Cut the broccoli flowerets from the main stem at the point where the thin stalks join the main stem. (To a Chinese eye, a floweret atop a longish stalk is especially attractive.) If the flowerets are more than two bites large, cut them in half lengthwise. With a sharp paring knife, carefully peel the outer skin from the thin stalks, beginning from the cut end. Cut off the base of the main stem at a 30° angle and remove the thicker outer bark, pulling the bark away after each shallow cut as if stringing celery. As best you can, keep the naturally irregular shape of the stem intact. Cut the peeled stem on the diagonal into elongated coins a scant ¼ inch thick. If you had a cooperatively irregular-shaped stem, the coins will look like “clouds.” Cut and peeled, the broccoli may be refrigerated overnight in a lightly misted plastic bag.

Stir-frying the dish

About 10–15 minutes in advance of serving, have all the ingredients and a bowl to hold the broccoli within easy reach of your stovetop. Put a large serving platter or individual plates of a contrasting color in a low oven to warm. Stir the beef with your fingers to loosen the slices.

Put a wok or a large, heavy skillet over high heat until hot enough to evaporate a bead of water on contact. Add 3 tablespoons oil, swirl to coat the pan, then reduce the heat to medium-high. When the oil is hot enough to sizzle a piece of broccoli, add the broccoli and stir-fry briskly to glaze the pieces evenly, adjusting the heat to maintain a merry sizzle without scorching the vegetable. When glazed, after 30 seconds or so, sprinkle with salt and sugar and toss briskly to coat. Sprinkle the wine into the pan, wait a split second for it to “explode” in a fragrant hiss, then add the water. Stir to coat, shake the pan to even the contents, then raise the heat if required to bring the liquids to a simmer. Cover, then steam-cook the broccoli for 3–4 minutes, until tender but still crisp. Test a piece to be sure. Raise the heat to evaporate any remaining liquid, then remove the broccoli to the bowl and cover it to keep warm.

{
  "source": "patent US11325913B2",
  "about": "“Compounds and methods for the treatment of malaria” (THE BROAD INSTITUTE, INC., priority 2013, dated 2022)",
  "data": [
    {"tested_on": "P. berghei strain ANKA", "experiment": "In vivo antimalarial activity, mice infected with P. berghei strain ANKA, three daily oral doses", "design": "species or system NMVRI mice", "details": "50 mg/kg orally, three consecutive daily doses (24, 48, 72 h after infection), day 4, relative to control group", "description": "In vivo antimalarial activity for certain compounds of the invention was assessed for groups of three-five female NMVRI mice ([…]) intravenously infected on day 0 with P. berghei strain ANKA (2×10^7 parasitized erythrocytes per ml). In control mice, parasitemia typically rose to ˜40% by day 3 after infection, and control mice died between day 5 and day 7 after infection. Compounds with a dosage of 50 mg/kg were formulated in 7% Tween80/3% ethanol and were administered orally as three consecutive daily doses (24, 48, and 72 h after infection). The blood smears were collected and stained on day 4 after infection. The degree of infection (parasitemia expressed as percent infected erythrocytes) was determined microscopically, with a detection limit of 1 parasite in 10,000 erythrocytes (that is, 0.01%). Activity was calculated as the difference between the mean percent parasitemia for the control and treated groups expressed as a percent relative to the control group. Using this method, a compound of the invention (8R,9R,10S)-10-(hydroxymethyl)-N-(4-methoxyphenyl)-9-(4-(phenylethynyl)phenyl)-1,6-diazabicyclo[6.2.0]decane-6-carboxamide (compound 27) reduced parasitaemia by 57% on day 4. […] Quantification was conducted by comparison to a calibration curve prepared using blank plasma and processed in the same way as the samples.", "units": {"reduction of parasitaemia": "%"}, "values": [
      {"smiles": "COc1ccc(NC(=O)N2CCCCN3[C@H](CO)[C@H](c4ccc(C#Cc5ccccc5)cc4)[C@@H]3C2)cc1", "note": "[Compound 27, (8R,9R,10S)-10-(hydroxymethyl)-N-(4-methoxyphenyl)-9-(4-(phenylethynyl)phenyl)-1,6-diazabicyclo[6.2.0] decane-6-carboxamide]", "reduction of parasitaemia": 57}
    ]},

Quickly wipe the pan clean and return it to high heat until hot enough to evaporate a bead of water on contact. Add 3 tablespoons oil, swirl to coat the pan, then reduce the heat to medium-high.’ When the oil is hot enough to sizzle one bit of ginger, add the ginger. Adjust the heat so it foams without browning, then add the chili flakes if you are using them, stirring to infuse the oil with the aromatics. When fully fragrant, in about 10 seconds, add the beef and toss briskly to separate the slices, adjusting the heat to maintain a merry sizzle. When the meat is 90 percent gray, add the oyster mixture if you are using it, stir to combine, and remove the pan from the heat.

Assembling and serving the dish

Move quickly, lest things get cold. Put the noodle nest(s) on the platter or plates. Distribute the broccoli on top, arranging the flowerets so they face out and leaving a border of noodles showing all around. Finally mound the beef in the center, leaving a border of green around the beef.

Leftovers are good at room temperature or may be steamed in a covered bowl until hot. Discard the noodles, which become mushy.